Because I was the alpha male in our household, and perhaps also because as a freelance writer I was home the most, Soren and I had a special relationship. She seemed to prefer me to my wife Joyce, and my son, though when I would go away for a day or more, she would turn to Joyce with the kind of attention and affection she usually showered on me.
A special ritual she developed was to get on a desk or table directly in front of me if I was working or reading, and to stare at me silently. I was supposed at that point to push back my seat and lean back a bit. Then she’d very discretely and delicately step down on my lap, and then walk up my inclined chest, pressing her head up against the bottom of my bearded chin. She’d push up against my chin for a bit, and then settle down on my chest. At that point she would look up directly into my eyes and slowly raise her right paw, placing it, claws retracted, on my neck above the shirt line. She would lie like that, purring, for perhaps five minutes, and would then hop down and go about whatever business she had in mind at the time.
I painfully miss those little ritualized visits the most.
There is something about a good cat, and Soren was an especially good one. They aren’t the fawning, adoring pets that dogs are. Cats remain their own masters. But they have no guile. When they like you, they let you know it by purring, and when they are angry, they scratch or bite. Cats are what they are: flawed personalities, perhaps, but always straightforward and honest. In a world of shams, deceit, corruption and image, a cat is simply a cat, and the cat you have stays that same cat as long as you have it.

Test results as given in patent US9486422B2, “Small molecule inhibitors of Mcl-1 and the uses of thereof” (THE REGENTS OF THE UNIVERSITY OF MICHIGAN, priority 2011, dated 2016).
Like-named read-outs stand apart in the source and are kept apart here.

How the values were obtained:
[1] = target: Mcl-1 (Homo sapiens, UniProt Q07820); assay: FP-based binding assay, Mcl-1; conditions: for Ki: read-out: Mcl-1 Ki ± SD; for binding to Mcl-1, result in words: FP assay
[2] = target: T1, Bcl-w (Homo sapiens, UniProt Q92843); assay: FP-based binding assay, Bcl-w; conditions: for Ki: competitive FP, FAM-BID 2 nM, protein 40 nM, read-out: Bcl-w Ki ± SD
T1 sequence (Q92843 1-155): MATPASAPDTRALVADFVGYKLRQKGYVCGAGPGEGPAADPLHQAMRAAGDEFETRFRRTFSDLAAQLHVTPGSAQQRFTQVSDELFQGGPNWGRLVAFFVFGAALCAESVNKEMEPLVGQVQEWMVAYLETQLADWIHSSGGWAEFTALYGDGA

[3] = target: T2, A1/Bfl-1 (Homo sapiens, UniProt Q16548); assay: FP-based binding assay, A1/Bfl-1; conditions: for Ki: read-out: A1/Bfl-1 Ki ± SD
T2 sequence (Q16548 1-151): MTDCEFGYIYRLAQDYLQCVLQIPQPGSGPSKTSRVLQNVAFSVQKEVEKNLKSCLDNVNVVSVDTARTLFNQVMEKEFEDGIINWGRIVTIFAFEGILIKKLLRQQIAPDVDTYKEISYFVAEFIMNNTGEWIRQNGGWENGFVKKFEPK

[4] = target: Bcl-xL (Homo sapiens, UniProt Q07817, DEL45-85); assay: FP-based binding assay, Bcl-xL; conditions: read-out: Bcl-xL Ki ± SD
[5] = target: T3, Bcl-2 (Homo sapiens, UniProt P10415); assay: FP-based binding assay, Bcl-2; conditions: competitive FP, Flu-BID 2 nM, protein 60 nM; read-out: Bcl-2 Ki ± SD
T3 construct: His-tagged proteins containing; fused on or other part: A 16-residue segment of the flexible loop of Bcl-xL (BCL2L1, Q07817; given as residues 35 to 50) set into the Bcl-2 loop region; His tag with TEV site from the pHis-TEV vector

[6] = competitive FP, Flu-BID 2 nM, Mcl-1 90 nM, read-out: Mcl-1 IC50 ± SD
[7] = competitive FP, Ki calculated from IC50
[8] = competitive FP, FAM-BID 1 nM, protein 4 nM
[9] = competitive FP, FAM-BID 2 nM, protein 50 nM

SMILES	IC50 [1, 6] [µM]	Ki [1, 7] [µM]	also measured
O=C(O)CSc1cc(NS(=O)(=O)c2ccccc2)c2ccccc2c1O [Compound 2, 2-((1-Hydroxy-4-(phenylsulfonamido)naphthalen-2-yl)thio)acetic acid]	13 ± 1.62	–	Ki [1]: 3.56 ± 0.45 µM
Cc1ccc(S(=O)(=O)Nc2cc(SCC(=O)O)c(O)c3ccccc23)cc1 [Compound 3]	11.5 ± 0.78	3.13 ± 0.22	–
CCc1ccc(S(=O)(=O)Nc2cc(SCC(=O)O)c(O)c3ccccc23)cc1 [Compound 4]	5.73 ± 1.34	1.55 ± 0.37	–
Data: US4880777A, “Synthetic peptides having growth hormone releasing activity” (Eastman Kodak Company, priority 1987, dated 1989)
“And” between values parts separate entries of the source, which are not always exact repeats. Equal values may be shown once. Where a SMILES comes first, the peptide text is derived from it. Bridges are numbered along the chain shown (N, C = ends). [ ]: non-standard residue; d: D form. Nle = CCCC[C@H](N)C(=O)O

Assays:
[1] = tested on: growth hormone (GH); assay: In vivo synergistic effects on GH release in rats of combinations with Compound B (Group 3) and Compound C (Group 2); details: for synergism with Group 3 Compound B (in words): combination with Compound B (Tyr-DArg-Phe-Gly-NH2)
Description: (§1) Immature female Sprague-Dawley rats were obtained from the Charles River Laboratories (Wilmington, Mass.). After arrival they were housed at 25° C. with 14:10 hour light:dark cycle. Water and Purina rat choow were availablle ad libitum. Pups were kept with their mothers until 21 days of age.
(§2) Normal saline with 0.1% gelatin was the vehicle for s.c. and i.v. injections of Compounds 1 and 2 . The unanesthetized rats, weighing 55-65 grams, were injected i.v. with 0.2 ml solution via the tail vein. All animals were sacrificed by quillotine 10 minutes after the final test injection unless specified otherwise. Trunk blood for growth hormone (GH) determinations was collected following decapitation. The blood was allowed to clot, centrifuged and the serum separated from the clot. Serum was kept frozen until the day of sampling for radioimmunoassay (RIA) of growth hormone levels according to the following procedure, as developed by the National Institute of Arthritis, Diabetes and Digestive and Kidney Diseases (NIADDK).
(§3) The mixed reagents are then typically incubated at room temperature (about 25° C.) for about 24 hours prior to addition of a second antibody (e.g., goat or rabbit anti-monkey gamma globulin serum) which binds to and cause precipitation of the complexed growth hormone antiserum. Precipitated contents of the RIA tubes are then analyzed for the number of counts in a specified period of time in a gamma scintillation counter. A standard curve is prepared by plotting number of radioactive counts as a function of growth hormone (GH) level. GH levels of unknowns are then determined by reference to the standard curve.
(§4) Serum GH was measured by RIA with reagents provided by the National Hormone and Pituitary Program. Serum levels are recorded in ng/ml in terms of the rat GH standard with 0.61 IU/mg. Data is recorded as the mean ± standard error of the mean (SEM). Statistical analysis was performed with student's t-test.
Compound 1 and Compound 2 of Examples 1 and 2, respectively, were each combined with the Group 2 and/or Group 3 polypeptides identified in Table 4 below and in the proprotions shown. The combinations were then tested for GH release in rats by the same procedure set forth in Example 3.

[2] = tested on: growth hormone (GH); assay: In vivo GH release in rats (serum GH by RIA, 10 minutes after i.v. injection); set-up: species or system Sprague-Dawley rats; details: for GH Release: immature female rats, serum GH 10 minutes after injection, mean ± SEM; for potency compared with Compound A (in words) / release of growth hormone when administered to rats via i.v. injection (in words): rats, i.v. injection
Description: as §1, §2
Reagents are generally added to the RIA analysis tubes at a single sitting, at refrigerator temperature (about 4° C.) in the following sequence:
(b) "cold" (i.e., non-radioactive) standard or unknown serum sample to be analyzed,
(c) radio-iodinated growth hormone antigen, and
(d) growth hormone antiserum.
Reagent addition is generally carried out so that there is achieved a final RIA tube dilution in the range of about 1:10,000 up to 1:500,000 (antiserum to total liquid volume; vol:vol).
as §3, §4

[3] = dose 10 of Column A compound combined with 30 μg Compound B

Rip Rense, a friend who owns three cats, informed of our loss, wrote, " I absolutely dread the loss of any of our three cats—even the two who are mentally deficient and troublesome—but the loss of Trixie, who is two, and is without a doubt the nicest and happiest creature of any sort I have ever met, is not something I will be able to take. That this world should host creatures such as Soren and Trixie, these days, strikes me as almost bizarre. They are little living exaltations."
Today, that little living exaltation is gone and our house seems to have a hole in it. Joyce feels it too. We look at a spot where Soren used to rest — the chair in Joyce’s office, the sofa in the den, the dining room table — and still expect to see her there. When I walk out the dining room door into the mud room, I habitually look down to see if Soren is trying to sneak past my feet in one of her unending furtive efforts to slip outside the house unnoticed. But now I don’t have to look down. There’s no Soren to try and sneak past, and our other cat, Fu-Fu, a stray our son picked up in the woods when it was a small kitten, has no interest in escaping the confines of the house.
Soren has finally escaped, though not as she had intended. She is buried out in the lawn in a spot she usually ran to when she did get manage to get through our defenses.
She is gone, and we are left, completely without warning, without her.
DAVE LINDORFF is a founding member of ThisCantBeHappening!, the new independent, collectively-owned, journalist-run, reader-supported online alternative newspaper.